It’s been a long, cold winter and people are wondering, “Is Occupy still going?” It is. But how and where are far from clear. Last week, we heard whispered teases of an answer, carried by a gust of the gathering wind.
One set of whispers came on Thursday March 1st, as students around the world marched in defense of public education. A few hundred of these marched in New York, from their schools and campuses to the Department of Education, over the Brooklyn Bridge, to Fort Greene Park and Brooklyn Tech, where Bloomberg appointees meet every few weeks to close public schools.
The day’s local actions were staged by a broad coalition of organizers seeking an overarching education agenda best articulated by a chant heard late Thursday afternoon: “From pre-k, to PhD, education should be free!”
Could the call for free education restore to Occupy some of last year’s magic? Maybe. The talk is of potent stuff. It’s estimated that paying the tuition of every two- and four-year public college degree in the United States would cost about $70 billion—or the amount the Pentagon wastes each year.
Meanwhile, the Occupy Student Debt Campaign is building a pledge of student debt refusal. Student debt in this country now verges on $1 trillion, more than the total credit card debt but impossible to default on—a bookish albatross hanging from so many necks at a time of unprecedented joblessness and, when luck does strike, casualized labor.
So there’s no shortage of radical ideas with potentially big appeal.
And yet—OWS wasn’t built on grandiose policy proposals. Rather, the brilliant framing slogan “we are the 99%” and the tactical innovation of occupation encampments were effective in, at once, expanding the circle of politicized activists and concentrating their energy in a single, flowing project, albeit one with many currents. Then again, the encampments are mostly gone and the movement is changing. So maybe we should ask, more precisely: How much energy is still circulating, and through how many people?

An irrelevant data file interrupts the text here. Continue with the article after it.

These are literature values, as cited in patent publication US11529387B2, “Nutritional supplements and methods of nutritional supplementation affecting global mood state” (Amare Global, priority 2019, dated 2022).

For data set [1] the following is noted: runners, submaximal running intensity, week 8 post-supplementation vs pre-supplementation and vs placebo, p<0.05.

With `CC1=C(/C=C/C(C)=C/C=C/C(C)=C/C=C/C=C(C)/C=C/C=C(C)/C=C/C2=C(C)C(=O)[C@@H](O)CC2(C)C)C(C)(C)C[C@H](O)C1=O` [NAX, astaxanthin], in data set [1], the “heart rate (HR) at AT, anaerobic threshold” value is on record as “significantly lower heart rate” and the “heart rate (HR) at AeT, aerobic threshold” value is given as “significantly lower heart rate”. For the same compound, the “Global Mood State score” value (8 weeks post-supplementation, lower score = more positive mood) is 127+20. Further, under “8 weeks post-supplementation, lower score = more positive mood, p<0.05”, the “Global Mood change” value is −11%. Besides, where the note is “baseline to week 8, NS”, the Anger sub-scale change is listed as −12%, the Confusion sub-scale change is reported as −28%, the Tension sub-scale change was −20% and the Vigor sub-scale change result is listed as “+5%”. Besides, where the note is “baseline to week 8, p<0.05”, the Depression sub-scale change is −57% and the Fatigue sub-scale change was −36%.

On Thursday, the energy was there but the numbers were small.
My day began at NYU at noon, when students gathered for a campus “Cut the Bull” march, a kind of whistle-stop injustice tour, including micro-demos outside a dining hall Chik-Fil-A (the company has given money to anti-gay hate groups), a Chase ATM (students are joining a larger anti-Chase campaign by demanding that NYU move its holdings from the bank unless it freezes foreclosures in the city, where it owns more underwater homes than any other bank), and Bobst Library (where the NYU administration is headquartered and where demands that it recognize the grad employees’ union are always made).
The plight of public schools was also featured. Grad student Christy Thornton denounced New York’s Citizens’ Budget Commission (which, true to its Orwellian name, is studded with NYU trustees and other 1% types) for routinely calling on the state to cut funding to SUNY and CUNY schools and redirect it to NYU and other private universities instead—what Thornton called “upward redistribution of wealth.” Numbers fluctuated in the high dozens and I saw quite a few new faces for an NYU protest.
Those of us who had seen cops attack CUNY students outside Baruch College couldn’t help but notice that the NYPD was playing considerably nicer with the private school students a few blocks down. As we marched through the streets, a tiny flashing blue detail trailed behind, reminding us of their presence—and, by their reticence, of our (largely white) privilege.
Once students from around the city—with people of color in far greater numbers—gathered at the Department of Education’s steep steps on Chamber Street, the officers’ indulgence diminished and the familiar tension returned. Still, it was a peaceful day.